Spatial Dynamics in the Urban Century
Edited by Karima Kourtit, Peter Nijkamp and Roger R. Stough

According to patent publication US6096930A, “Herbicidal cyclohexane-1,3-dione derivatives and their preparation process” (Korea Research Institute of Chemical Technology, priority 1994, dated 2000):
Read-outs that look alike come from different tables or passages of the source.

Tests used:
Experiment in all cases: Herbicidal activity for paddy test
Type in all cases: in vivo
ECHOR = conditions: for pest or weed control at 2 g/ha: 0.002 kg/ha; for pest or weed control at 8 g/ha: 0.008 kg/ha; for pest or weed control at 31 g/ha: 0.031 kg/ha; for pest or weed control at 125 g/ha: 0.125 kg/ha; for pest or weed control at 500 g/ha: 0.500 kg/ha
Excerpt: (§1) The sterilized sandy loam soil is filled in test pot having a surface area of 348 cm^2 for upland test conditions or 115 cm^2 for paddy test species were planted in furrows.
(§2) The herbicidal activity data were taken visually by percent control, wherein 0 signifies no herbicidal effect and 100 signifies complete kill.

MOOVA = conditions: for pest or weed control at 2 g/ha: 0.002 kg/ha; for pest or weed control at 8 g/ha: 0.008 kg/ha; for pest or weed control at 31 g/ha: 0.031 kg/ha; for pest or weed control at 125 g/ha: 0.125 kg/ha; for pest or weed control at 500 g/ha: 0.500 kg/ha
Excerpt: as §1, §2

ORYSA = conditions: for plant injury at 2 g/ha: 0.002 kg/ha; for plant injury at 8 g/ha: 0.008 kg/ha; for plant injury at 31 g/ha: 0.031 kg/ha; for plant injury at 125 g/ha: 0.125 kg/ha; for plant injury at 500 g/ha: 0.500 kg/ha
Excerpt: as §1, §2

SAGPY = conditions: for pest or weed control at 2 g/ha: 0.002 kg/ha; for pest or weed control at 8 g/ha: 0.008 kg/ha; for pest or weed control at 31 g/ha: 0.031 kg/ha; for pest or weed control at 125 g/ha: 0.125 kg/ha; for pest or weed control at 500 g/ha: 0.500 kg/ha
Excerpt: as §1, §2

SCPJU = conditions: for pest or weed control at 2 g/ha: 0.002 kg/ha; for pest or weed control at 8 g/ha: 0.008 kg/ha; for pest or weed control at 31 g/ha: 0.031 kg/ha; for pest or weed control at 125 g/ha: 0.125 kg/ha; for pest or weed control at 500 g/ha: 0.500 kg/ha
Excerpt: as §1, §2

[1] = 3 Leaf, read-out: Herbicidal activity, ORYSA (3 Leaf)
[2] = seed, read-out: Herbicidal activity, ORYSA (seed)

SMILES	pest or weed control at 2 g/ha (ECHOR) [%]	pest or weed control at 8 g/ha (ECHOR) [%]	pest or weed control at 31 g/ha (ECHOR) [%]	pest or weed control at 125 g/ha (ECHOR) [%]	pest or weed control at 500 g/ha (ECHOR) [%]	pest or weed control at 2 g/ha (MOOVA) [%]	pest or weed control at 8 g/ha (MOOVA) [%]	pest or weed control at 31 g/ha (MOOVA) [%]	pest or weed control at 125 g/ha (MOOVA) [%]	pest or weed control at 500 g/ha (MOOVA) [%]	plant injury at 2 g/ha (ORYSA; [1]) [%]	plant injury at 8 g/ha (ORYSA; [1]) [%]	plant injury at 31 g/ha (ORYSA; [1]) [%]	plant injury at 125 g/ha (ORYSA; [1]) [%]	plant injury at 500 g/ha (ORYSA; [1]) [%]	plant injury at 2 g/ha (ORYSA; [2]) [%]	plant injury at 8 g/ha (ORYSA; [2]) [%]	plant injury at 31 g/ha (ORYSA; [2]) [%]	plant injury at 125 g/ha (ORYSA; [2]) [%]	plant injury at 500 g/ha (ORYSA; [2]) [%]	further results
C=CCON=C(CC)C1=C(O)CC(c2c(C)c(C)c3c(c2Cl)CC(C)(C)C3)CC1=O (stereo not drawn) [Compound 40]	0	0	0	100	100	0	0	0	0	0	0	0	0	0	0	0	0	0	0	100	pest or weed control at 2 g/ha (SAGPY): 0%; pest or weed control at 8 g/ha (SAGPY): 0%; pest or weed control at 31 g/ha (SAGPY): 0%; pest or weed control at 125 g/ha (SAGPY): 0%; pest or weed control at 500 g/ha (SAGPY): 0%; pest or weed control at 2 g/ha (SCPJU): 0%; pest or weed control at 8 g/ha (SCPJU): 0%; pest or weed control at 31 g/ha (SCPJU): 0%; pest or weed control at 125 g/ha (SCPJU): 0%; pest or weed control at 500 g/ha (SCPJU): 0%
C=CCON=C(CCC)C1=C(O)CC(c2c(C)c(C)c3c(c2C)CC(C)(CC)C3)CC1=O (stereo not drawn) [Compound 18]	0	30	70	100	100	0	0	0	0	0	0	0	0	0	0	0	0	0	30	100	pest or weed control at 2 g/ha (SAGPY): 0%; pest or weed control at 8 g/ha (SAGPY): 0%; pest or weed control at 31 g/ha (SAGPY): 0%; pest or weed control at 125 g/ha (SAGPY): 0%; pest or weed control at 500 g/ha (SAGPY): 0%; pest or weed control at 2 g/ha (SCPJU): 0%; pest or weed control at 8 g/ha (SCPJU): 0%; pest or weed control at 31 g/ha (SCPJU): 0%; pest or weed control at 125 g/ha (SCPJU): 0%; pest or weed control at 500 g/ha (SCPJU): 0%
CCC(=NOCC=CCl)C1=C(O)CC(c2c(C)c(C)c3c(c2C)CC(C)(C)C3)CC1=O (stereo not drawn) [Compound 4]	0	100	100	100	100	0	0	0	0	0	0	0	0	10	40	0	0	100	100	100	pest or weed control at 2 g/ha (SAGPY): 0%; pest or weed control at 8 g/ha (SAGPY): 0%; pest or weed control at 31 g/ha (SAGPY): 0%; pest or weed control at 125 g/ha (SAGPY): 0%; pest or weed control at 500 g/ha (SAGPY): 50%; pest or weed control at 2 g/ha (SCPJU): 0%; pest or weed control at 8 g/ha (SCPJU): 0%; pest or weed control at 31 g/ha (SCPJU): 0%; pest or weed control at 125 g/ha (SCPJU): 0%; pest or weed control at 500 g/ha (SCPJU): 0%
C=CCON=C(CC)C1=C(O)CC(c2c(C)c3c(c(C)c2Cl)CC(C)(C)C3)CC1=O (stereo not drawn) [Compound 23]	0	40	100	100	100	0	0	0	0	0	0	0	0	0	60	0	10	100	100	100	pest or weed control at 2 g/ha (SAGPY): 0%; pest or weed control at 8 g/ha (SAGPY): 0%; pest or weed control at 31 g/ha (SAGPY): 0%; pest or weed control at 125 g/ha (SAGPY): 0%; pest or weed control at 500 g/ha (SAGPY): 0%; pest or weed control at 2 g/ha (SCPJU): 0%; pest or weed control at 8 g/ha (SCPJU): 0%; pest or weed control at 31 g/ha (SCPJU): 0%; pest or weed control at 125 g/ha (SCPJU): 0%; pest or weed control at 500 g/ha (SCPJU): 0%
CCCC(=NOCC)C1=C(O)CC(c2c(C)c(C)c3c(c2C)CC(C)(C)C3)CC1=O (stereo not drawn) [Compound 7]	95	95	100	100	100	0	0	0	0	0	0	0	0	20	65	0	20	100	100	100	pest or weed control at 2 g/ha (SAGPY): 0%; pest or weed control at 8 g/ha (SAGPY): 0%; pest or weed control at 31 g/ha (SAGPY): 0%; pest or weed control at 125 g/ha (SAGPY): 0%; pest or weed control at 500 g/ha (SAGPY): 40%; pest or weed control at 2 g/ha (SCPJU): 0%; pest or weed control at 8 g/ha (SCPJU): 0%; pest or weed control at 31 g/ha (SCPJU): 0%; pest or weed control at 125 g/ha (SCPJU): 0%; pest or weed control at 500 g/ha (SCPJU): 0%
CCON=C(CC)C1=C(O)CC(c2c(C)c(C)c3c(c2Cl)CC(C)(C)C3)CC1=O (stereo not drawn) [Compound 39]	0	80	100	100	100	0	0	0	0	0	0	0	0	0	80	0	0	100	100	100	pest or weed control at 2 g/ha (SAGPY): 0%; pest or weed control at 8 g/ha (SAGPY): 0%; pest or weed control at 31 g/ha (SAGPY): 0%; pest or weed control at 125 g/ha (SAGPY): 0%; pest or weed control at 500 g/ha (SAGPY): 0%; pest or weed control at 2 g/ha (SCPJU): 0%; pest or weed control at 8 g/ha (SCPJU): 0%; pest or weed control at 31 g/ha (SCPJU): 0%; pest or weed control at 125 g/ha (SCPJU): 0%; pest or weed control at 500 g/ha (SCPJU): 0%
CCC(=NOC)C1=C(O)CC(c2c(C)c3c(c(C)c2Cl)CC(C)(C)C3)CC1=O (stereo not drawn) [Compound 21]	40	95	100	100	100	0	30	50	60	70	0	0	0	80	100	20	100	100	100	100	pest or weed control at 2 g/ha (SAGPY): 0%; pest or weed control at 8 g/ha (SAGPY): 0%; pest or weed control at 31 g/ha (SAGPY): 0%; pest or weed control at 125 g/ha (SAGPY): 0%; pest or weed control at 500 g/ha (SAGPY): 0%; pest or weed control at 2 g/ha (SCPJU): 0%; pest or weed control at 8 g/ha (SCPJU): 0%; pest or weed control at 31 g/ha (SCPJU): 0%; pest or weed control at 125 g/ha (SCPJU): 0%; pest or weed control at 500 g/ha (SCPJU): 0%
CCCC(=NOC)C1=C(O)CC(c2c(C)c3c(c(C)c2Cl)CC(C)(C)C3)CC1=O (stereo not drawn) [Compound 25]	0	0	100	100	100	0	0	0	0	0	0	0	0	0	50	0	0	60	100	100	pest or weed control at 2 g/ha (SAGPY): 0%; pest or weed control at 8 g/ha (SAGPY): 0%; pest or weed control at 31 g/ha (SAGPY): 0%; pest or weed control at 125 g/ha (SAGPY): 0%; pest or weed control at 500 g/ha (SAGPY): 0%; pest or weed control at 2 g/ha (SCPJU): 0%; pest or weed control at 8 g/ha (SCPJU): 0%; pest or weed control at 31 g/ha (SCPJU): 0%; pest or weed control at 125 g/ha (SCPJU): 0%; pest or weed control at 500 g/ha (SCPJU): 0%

Cities all over the world are in a state of flux and tend to exhibit in most cases a steadily growing pattern. Apart from a few exceptions (‘shrinking cities’, ‘cities in decline’), the global map shows an increasing urbanization. Clearly, cities may turn into diffuse urban agglomerations (including suburban urban areas, poly-nuclear satellites), but the trend is undeniably towards a rise in urbanized settlement patterns. This trend is caused by the fact that urban areas may be characterized as powerhouses with unprecedented agglomeration benefits of all kind (see e.g. Combes et al., 2012). Of course, there are also negative agglomeration advantages (see e.g. Fragkias et al., 2013), but as long as the positive advantages supersede the negative ones, the urbanization trend will continue (see Kourtit, 2014a,b,c; Kourtit and Nijkamp, 2015; Van Geenhuizen and Nijkamp, 2012; Nijkamp, 2008). The conceptualization and measurement of agglomeration (dis)advantages has prompted a wealth of urban-economic research (see e.g. Duranton and Puga, 2014; Glaeser, 1998; Henderson, 2010). In addition to standard economic agglomeration indices, alternative, mainly non-economic, indicators have been developed, such as the Human Development Index (HDI) and the Happy Planet Index (HPI). These indicators are rather informative, but deserve to receive a more specific urban focus. It is evident that the spatial influx of people and activities into urban agglomerations presupposes high agglomeration benefits, while such benefits prompt in turn new waves of people and economic activity into urban areas.
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